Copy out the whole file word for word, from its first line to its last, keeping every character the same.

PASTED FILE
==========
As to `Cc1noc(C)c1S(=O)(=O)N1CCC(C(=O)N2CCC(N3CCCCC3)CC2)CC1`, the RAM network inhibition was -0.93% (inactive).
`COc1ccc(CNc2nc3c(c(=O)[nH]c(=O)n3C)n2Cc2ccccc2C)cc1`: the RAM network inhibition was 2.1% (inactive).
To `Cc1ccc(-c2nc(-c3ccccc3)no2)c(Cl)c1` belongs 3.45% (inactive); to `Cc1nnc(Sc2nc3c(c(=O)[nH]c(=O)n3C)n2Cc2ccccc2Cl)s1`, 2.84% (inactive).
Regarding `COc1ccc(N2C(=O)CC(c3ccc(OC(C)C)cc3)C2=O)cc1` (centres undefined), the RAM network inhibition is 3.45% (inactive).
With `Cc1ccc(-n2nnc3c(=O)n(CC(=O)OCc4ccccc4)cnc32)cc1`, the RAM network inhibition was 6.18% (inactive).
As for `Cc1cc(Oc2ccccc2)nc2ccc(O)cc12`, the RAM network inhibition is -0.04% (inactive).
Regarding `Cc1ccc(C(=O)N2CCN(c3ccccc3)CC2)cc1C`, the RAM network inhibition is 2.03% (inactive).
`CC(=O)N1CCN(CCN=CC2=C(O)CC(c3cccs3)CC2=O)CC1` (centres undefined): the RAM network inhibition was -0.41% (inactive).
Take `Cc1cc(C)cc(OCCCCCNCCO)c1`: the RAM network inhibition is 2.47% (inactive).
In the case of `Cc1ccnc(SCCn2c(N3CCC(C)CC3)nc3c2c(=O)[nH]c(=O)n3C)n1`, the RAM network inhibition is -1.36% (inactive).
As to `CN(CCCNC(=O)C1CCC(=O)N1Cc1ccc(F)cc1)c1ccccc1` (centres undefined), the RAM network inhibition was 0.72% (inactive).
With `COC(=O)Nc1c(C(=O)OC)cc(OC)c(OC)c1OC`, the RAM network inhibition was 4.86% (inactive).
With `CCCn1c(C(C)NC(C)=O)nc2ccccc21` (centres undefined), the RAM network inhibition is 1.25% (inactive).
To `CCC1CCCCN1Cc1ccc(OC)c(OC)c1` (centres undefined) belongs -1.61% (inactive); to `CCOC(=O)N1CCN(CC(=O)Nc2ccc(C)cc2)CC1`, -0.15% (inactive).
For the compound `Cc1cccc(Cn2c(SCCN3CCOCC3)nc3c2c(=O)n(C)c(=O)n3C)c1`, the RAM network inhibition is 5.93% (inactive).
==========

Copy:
As to `Cc1noc(C)c1S(=O)(=O)N1CCC(C(=O)N2CCC(N3CCCCC3)CC2)CC1`, the RAM network inhibition was -0.93% (inactive).
`COc1ccc(CNc2nc3c(c(=O)[nH]c(=O)n3C)n2Cc2ccccc2C)cc1`: the RAM network inhibition was 2.1% (inactive).
To `Cc1ccc(-c2nc(-c3ccccc3)no2)c(Cl)c1` belongs 3.45% (inactive); to `Cc1nnc(Sc2nc3c(c(=O)[nH]c(=O)n3C)n2Cc2ccccc2Cl)s1`, 2.84% (inactive).
Regarding `COc1ccc(N2C(=O)CC(c3ccc(OC(C)C)cc3)C2=O)cc1` (centres undefined), the RAM network inhibition is 3.45% (inactive).
With `Cc1ccc(-n2nnc3c(=O)n(CC(=O)OCc4ccccc4)cnc32)cc1`, the RAM network inhibition was 6.18% (inactive).
As for `Cc1cc(Oc2ccccc2)nc2ccc(O)cc12`, the RAM network inhibition is -0.04% (inactive).
Regarding `Cc1ccc(C(=O)N2CCN(c3ccccc3)CC2)cc1C`, the RAM network inhibition is 2.03% (inactive).
`CC(=O)N1CCN(CCN=CC2=C(O)CC(c3cccs3)CC2=O)CC1` (centres undefined): the RAM network inhibition was -0.41% (inactive).
Take `Cc1cc(C)cc(OCCCCCNCCO)c1`: the RAM network inhibition is 2.47% (inactive).
In the case of `Cc1ccnc(SCCn2c(N3CCC(C)CC3)nc3c2c(=O)[nH]c(=O)n3C)n1`, the RAM network inhibition is -1.36% (inactive).
As to `CN(CCCNC(=O)C1CCC(=O)N1Cc1ccc(F)cc1)c1ccccc1` (centres undefined), the RAM network inhibition was 0.72% (inactive).
With `COC(=O)Nc1c(C(=O)OC)cc(OC)c(OC)c1OC`, the RAM network inhibition was 4.86% (inactive).
With `CCCn1c(C(C)NC(C)=O)nc2ccccc21` (centres undefined), the RAM network inhibition is 1.25% (inactive).
To `CCC1CCCCN1Cc1ccc(OC)c(OC)c1` (centres undefined) belongs -1.61% (inactive); to `CCOC(=O)N1CCN(CC(=O)Nc2ccc(C)cc2)CC1`, -0.15% (inactive).
For the compound `Cc1cccc(Cn2c(SCCN3CCOCC3)nc3c2c(=O)n(C)c(=O)n3C)c1`, the RAM network inhibition is 5.93% (inactive).